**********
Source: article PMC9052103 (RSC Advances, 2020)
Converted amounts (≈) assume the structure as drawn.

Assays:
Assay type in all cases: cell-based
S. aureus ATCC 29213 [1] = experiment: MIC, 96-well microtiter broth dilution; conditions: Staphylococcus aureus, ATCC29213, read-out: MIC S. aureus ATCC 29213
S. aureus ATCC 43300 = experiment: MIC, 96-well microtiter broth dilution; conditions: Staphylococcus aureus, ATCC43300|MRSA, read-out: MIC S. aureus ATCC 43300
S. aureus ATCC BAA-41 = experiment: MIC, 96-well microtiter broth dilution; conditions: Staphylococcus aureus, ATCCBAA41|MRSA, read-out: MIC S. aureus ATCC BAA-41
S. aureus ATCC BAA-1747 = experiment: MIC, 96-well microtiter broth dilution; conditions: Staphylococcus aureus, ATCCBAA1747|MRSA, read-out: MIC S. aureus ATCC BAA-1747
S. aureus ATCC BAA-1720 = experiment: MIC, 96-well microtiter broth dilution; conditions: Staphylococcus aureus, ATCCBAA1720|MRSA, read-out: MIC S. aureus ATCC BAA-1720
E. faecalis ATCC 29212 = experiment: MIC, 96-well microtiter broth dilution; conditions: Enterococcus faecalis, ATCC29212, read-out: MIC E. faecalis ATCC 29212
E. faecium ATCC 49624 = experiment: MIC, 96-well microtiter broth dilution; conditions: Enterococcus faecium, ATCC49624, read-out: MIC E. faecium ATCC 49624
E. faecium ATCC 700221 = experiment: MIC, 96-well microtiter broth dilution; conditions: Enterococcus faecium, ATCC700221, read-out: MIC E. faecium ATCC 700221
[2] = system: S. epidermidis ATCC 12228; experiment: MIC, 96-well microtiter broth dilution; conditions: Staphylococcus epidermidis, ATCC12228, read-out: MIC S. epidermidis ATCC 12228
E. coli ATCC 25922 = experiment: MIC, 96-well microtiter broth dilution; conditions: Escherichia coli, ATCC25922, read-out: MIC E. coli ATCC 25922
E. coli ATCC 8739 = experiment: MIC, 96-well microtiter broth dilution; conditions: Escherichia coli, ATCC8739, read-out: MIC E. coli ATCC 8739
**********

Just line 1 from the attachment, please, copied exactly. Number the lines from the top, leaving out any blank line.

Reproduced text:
Source: article PMC9052103 (RSC Advances, 2020)